Finding way to engage with more FLOSS Scala maintainers


I really wish there was a good way to systematically request feedback from the FLOSS maintainer base without incurring the bias of who uses discourse, and the relevant people on twitter, and excluding the noise from people who are not maintainers. I’d be willing to answer a few questions every few months, can’t speak for others, but I wonder if that would be something the Scala Center could take on? (i.e. random polls on twitter or here do not count)

Alternative scalajs/scala-native distribution mechanisms

Hey Sam,

I think this is an important thing, so I’ve created an independent thread out of it.

I don’t have any ideas on how to get more outreach and get more FLOSS maintainers engaged, especifically to assess the state of the tools / community. But I’m open to ideas, so please let me know if you find a good way.


I guess get the github usernames from the github contributor graphs and … create a mailing list :man_shrugging:

would need an opt-out and then the amount of questions would need to be minimised so to avoid being annoying.


Yes, I too felt this site may be biased due to lack of Spark developers.


The wall between Spark and anything else in Scala is still quite amazing to me.

Also, the way this forum always tricks me into responding to threads that have been stale for months, stumbling in after all the guests have left.


It’s ok Som. I feel the same way.


The comments here about the Scala+Spark community caught my eye, and I’m intrigued to know more.

I’m the author of an open source project called RasterFrames, a committer on another called GeoTrellis, have contributed significant PRs to a third called GeoMesa, and all three are major Scala projects built on Spark. I also submit (mostly minor) PRs to lots of other Scala projects, especially in the sbt plugin space, so I don’t see myself as a “Spark-only” developer.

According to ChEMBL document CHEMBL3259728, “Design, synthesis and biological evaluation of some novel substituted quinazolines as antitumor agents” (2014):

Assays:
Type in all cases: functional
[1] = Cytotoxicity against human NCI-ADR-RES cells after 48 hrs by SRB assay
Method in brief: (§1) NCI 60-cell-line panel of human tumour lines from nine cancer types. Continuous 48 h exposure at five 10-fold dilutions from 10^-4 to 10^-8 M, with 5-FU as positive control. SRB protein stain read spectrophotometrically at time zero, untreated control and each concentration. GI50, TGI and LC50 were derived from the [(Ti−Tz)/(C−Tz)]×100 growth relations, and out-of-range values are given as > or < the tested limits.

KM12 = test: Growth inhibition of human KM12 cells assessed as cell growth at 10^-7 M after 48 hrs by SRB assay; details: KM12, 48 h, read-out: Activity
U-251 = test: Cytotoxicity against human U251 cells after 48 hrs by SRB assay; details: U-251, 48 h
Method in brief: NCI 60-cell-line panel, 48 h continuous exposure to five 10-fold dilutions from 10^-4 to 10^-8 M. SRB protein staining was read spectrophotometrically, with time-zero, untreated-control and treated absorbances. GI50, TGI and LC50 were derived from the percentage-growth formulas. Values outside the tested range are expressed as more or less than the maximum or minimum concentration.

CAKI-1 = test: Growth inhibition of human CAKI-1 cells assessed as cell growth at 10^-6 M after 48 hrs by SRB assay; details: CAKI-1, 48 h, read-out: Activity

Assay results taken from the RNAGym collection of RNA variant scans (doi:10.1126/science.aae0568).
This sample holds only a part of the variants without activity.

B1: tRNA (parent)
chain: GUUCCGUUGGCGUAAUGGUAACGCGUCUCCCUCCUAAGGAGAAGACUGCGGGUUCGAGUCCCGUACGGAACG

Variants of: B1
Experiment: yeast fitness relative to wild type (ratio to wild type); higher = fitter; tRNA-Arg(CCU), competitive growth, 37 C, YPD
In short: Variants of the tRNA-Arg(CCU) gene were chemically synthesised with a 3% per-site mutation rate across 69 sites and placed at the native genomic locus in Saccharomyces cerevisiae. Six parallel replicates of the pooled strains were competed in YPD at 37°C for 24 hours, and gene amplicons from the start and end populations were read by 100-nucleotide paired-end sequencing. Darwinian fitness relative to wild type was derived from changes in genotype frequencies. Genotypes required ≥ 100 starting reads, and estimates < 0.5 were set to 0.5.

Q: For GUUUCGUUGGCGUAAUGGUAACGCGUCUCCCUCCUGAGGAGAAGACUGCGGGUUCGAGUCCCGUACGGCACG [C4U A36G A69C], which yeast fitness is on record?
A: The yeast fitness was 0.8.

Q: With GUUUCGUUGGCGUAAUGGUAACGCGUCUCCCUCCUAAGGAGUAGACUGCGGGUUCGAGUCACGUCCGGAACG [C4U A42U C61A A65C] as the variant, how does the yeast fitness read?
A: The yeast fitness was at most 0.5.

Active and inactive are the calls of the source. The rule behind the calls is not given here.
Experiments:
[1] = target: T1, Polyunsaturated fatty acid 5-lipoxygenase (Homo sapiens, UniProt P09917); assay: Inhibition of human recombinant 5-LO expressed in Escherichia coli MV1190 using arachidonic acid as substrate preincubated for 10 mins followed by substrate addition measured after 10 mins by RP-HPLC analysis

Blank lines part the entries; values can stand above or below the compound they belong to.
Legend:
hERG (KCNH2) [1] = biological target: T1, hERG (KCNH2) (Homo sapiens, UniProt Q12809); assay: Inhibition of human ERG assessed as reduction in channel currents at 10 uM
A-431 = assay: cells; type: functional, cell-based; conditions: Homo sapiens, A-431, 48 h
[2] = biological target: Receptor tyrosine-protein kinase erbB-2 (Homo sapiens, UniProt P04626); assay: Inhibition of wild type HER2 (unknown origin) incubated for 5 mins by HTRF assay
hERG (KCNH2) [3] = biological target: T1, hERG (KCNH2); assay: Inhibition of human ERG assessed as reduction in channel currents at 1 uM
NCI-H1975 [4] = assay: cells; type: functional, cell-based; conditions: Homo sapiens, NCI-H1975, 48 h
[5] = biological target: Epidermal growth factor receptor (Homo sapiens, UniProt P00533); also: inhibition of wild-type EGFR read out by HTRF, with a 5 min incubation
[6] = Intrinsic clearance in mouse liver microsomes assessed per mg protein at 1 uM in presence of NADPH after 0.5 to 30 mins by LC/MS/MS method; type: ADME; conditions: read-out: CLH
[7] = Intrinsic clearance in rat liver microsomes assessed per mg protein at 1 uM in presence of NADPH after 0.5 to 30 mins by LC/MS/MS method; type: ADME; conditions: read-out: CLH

I’m not sure if I count as a “Spark developer” as is outlined here… are you talking about the people who contribute directly to Spark, or those who build libraries on top of it?

I should point out that RasterFrames is intimately tied to the internals of the Spark Catalyst engine, so I’ve been through some of the trials-of-fire that a Spark maintainer might. However, I’ve never submitted a Spark PR… not because I haven’t filed bugs, made suggestions, and even had fixes… it’s more that it’s a monstrously complex project, and the barrier of entry feels more like that of submitting a PR to the Scala compiler… you better damn well know what you’re doing otherwise you’re wasting people’s time.

The processes behind Apache projects feel very opaque to me, but that’s subjective, and I can’t say I’ve yet made the effort to learn more. I’m a member of Eclipse Foundation LocationTech, where the processes–bureaucratic though they may be–are clearly laid out in their public documents. More importantly there’s open discussions on what project roadmaps should be, and the leadership are very open and welcoming and encouraging to suggestions for consideration.

I’ve recently become soured to the Spark project over Scala 2.11 purgatory and another issue around experimental imagery support. I don’t like feeling that way, and really should learn how to engage with that community, but don’t know where to start. Is that an echo of the sentiment here? I don’t mean to distract from @fommil’s original topic, so perhaps this should be forked off, but I’m interested to understand better this group’s perspective.


See Spark as a Scala gateway drug and the 2.12 failure for a long discussion on Spark and 2.12, the last post shows that things are hopefully moving along.